Medgadget: Please give us an overview of the cellvie technology. How does it work, and how was it conceived?
Alexander Schueller: We believe a therapy for treating ischemia-reperfusion injury must be able to address the mitochondria dysfunction, which is induced during ischemia. With the mitochondria disabled, the cell can no longer process oxygen, which is re-introduced during reperfusion into energy, ultimately leading to cell death. Treating select accessories to the disease, such as the excessive calcium accumulation in the cells, has not been successful in ameliorating the damage of ischemia and reperfusion. cellvie’s approach is different from past attempts in that it reinvigorates the failing cell energy metabolism.
The objective of cellvie’s approach is to rescue mitochondria function by the augmentation and replacement of mitochondria, which are damaged during ischemia. Specifically, viable mitochondria are transplanted during reperfusion into the affected cells. Akin to jump-starting a car, the exogenous mitochondria re-invigorate the stunned cells’ energy metabolism, re-enabling them to turn oxygen into energy. It was shown that mitochondria should be freshly isolated to achieve their therapeutic potential. Using cellular or tissue-sources, mitochondria are prepared in an automated system – like a Nespresso machine, mitochondria therapy shall be made available at the press of a button.
Medgadget: How is the mitochondrial therapy delivered to the cells that need it?
Alexander Schueller: A delivery vehicle is employed to maintain and deliver the viable mitochondria to the ischemic region. Suspended in the vehicle, mitochondria may be delivered by direct injection, or by systemic delivery through an organ’s vasculature. Both catheters and standard syringes can be used to enable delivery to the ischemic site, depending on the indication. Once in the affected area, mitochondria are taken up through endocytosis, a process which these organelles maintained across the evolutionary progress.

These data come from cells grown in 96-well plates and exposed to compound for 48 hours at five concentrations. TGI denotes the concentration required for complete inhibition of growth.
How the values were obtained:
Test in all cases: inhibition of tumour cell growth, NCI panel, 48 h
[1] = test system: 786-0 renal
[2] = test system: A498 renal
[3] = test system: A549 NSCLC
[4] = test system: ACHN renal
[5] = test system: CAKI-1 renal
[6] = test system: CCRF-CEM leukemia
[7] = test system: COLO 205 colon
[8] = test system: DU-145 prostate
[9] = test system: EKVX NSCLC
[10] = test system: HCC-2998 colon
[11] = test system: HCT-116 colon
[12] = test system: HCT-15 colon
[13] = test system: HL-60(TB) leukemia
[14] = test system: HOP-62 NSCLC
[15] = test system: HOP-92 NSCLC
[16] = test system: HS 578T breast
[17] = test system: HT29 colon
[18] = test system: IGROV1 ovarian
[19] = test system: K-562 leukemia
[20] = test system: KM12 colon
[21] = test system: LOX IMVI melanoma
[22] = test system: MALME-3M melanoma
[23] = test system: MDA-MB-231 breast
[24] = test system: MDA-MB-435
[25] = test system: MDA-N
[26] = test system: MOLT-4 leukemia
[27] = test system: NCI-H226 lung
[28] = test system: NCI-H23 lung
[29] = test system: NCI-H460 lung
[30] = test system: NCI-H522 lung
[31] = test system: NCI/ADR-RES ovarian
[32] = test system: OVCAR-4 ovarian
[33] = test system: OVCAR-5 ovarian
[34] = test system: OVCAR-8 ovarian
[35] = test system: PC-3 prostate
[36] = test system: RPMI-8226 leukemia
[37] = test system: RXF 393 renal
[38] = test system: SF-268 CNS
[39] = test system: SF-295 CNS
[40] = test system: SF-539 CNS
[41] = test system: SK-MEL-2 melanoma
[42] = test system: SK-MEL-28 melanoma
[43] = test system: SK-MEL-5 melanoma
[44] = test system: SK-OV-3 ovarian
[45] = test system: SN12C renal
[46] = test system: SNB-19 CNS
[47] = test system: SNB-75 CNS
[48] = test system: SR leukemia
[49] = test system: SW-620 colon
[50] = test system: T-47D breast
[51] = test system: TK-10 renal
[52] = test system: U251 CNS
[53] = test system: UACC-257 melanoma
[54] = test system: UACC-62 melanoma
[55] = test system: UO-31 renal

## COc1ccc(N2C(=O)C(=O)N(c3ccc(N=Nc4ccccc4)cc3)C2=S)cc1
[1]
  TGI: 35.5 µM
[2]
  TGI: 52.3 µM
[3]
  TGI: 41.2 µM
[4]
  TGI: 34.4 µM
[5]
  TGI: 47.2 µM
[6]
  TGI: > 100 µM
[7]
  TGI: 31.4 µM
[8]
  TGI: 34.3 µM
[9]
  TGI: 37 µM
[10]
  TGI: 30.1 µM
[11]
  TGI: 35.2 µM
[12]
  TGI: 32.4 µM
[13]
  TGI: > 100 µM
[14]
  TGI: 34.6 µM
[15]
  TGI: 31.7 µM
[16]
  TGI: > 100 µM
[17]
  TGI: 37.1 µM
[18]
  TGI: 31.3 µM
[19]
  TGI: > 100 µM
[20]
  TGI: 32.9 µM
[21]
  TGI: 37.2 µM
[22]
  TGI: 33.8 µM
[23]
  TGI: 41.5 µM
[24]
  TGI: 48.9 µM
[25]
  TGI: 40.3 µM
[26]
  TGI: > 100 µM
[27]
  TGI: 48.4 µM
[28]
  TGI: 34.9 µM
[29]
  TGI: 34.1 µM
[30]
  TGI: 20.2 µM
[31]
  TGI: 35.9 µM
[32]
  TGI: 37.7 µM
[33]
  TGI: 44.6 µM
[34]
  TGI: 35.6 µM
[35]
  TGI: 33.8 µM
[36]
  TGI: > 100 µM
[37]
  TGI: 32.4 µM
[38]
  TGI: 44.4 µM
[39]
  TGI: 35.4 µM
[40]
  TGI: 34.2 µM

Medgadget: What stage is the technology currently at? When do you envisage that such technologies will be available commercially?
Alexander Schueller: The science is considerably progressed. With foundational vitro-work as well as small and large animal studies completed, we have a firm understanding of the safety and efficacy, along with knowing how the transplanted mitochondria impact cells. With a first clinical pilot ongoing, we were also able to gain reliable insights on safety and first indications of the technology’s efficacy. From a commercial perspective, we are in the process of freezing the product design and establishing a robust supply chain, before pursuing the pre-clinical work for pivotal experiments in humans. We are aiming to introduce the first product into the market by 2026.
Medgadget: Congratulations on winning the MedTech Innovator Value Award. What do you intend to do with the prize money?
Alexander Schueller: Thank you very much. We are excited for this win, particularly given the strong contenders we faced. Every one of them would have deserved this award. For us, winning underscores the excitement that is building over mitochondria-based therapies in the industry. With the prize money, we intend to finance a piece of laboratory equipment, which we had been eying.
Link: cellvie homepage…